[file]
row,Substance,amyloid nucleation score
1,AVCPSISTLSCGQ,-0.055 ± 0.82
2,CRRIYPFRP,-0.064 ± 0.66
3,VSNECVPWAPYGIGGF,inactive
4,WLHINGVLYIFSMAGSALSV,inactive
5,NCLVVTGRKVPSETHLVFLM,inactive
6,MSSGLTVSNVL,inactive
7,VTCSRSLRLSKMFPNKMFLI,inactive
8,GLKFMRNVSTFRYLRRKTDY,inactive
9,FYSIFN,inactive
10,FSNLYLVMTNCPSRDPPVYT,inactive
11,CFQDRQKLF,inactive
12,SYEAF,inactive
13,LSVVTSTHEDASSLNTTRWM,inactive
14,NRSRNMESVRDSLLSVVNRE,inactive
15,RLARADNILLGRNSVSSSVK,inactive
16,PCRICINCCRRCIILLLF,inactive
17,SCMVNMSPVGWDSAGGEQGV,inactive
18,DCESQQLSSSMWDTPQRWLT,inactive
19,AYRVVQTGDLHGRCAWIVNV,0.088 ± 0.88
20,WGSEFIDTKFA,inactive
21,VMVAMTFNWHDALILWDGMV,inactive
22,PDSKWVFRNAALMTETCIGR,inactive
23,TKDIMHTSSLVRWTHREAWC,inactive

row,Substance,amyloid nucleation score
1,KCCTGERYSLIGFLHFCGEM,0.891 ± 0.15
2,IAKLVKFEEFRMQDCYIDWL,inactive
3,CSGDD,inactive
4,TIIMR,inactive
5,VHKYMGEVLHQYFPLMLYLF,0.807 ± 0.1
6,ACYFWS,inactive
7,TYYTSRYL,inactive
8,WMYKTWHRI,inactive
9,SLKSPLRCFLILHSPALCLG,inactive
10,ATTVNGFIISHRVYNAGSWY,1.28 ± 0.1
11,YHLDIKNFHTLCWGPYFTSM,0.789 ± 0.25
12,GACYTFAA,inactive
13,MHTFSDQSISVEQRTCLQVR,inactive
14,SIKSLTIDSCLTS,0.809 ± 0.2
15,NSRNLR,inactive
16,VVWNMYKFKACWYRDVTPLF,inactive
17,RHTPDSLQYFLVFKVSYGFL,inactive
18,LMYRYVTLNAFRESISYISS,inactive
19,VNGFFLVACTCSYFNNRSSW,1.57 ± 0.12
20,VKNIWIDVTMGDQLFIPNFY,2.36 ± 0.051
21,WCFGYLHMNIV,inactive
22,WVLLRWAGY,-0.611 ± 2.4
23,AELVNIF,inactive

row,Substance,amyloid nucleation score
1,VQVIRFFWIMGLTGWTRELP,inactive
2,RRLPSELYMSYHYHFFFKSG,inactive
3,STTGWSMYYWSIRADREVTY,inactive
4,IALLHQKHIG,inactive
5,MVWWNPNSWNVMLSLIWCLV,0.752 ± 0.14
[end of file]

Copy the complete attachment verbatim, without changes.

row,Substance,amyloid nucleation score
1,AVCPSISTLSCGQ,-0.055 ± 0.82
2,CRRIYPFRP,-0.064 ± 0.66
3,VSNECVPWAPYGIGGF,inactive
4,WLHINGVLYIFSMAGSALSV,inactive
5,NCLVVTGRKVPSETHLVFLM,inactive
6,MSSGLTVSNVL,inactive
7,VTCSRSLRLSKMFPNKMFLI,inactive
8,GLKFMRNVSTFRYLRRKTDY,inactive
9,FYSIFN,inactive
10,FSNLYLVMTNCPSRDPPVYT,inactive
11,CFQDRQKLF,inactive
12,SYEAF,inactive
13,LSVVTSTHEDASSLNTTRWM,inactive
14,NRSRNMESVRDSLLSVVNRE,inactive
15,RLARADNILLGRNSVSSSVK,inactive
16,PCRICINCCRRCIILLLF,inactive
17,SCMVNMSPVGWDSAGGEQGV,inactive
18,DCESQQLSSSMWDTPQRWLT,inactive
19,AYRVVQTGDLHGRCAWIVNV,0.088 ± 0.88
20,WGSEFIDTKFA,inactive
21,VMVAMTFNWHDALILWDGMV,inactive
22,PDSKWVFRNAALMTETCIGR,inactive
23,TKDIMHTSSLVRWTHREAWC,inactive

row,Substance,amyloid nucleation score
1,KCCTGERYSLIGFLHFCGEM,0.891 ± 0.15
2,IAKLVKFEEFRMQDCYIDWL,inactive
3,CSGDD,inactive
4,TIIMR,inactive
5,VHKYMGEVLHQYFPLMLYLF,0.807 ± 0.1
6,ACYFWS,inactive
7,TYYTSRYL,inactive
8,WMYKTWHRI,inactive
9,SLKSPLRCFLILHSPALCLG,inactive
10,ATTVNGFIISHRVYNAGSWY,1.28 ± 0.1
11,YHLDIKNFHTLCWGPYFTSM,0.789 ± 0.25
12,GACYTFAA,inactive
13,MHTFSDQSISVEQRTCLQVR,inactive
14,SIKSLTIDSCLTS,0.809 ± 0.2
15,NSRNLR,inactive
16,VVWNMYKFKACWYRDVTPLF,inactive
17,RHTPDSLQYFLVFKVSYGFL,inactive
18,LMYRYVTLNAFRESISYISS,inactive
19,VNGFFLVACTCSYFNNRSSW,1.57 ± 0.12
20,VKNIWIDVTMGDQLFIPNFY,2.36 ± 0.051
21,WCFGYLHMNIV,inactive
22,WVLLRWAGY,-0.611 ± 2.4
23,AELVNIF,inactive

row,Substance,amyloid nucleation score
1,VQVIRFFWIMGLTGWTRELP,inactive
2,RRLPSELYMSYHYHFFFKSG,inactive
3,STTGWSMYYWSIRADREVTY,inactive
4,IALLHQKHIG,inactive
5,MVWWNPNSWNVMLSLIWCLV,0.752 ± 0.14